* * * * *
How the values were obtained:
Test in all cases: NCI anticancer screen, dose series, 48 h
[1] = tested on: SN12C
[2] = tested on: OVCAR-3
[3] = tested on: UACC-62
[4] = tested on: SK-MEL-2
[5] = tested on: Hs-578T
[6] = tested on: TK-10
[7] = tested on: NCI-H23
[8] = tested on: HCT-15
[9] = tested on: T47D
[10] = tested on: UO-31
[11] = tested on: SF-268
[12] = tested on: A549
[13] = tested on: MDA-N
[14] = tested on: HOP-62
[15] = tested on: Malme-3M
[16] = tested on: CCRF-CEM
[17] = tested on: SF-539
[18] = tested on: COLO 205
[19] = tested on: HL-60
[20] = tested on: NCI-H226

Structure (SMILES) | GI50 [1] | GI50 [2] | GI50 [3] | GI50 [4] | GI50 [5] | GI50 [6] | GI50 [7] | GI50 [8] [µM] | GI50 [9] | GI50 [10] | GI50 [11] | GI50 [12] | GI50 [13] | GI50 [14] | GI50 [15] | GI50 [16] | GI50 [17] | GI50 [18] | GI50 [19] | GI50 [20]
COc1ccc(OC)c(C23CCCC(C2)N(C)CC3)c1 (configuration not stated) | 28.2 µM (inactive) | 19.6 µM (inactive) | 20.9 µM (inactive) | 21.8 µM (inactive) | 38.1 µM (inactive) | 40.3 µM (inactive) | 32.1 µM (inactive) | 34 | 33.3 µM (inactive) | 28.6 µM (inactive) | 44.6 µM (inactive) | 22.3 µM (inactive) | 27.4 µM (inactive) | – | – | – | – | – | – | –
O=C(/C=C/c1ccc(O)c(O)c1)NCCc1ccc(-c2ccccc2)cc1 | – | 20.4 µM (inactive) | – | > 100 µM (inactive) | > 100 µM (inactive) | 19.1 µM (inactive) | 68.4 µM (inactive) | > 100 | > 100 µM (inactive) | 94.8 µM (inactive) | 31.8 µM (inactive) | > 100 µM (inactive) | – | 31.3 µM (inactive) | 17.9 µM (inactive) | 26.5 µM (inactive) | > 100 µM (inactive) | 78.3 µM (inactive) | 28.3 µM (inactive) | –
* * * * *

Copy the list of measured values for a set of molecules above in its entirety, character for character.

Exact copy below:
How the values were obtained:
Test in all cases: NCI anticancer screen, dose series, 48 h
[1] = tested on: SN12C
[2] = tested on: OVCAR-3
[3] = tested on: UACC-62
[4] = tested on: SK-MEL-2
[5] = tested on: Hs-578T
[6] = tested on: TK-10
[7] = tested on: NCI-H23
[8] = tested on: HCT-15
[9] = tested on: T47D
[10] = tested on: UO-31
[11] = tested on: SF-268
[12] = tested on: A549
[13] = tested on: MDA-N
[14] = tested on: HOP-62
[15] = tested on: Malme-3M
[16] = tested on: CCRF-CEM
[17] = tested on: SF-539
[18] = tested on: COLO 205
[19] = tested on: HL-60
[20] = tested on: NCI-H226

Structure (SMILES) | GI50 [1] | GI50 [2] | GI50 [3] | GI50 [4] | GI50 [5] | GI50 [6] | GI50 [7] | GI50 [8] [µM] | GI50 [9] | GI50 [10] | GI50 [11] | GI50 [12] | GI50 [13] | GI50 [14] | GI50 [15] | GI50 [16] | GI50 [17] | GI50 [18] | GI50 [19] | GI50 [20]
COc1ccc(OC)c(C23CCCC(C2)N(C)CC3)c1 (configuration not stated) | 28.2 µM (inactive) | 19.6 µM (inactive) | 20.9 µM (inactive) | 21.8 µM (inactive) | 38.1 µM (inactive) | 40.3 µM (inactive) | 32.1 µM (inactive) | 34 | 33.3 µM (inactive) | 28.6 µM (inactive) | 44.6 µM (inactive) | 22.3 µM (inactive) | 27.4 µM (inactive) | – | – | – | – | – | – | –
O=C(/C=C/c1ccc(O)c(O)c1)NCCc1ccc(-c2ccccc2)cc1 | – | 20.4 µM (inactive) | – | > 100 µM (inactive) | > 100 µM (inactive) | 19.1 µM (inactive) | 68.4 µM (inactive) | > 100 | > 100 µM (inactive) | 94.8 µM (inactive) | 31.8 µM (inactive) | > 100 µM (inactive) | – | 31.3 µM (inactive) | 17.9 µM (inactive) | 26.5 µM (inactive) | > 100 µM (inactive) | 78.3 µM (inactive) | 28.3 µM (inactive) | –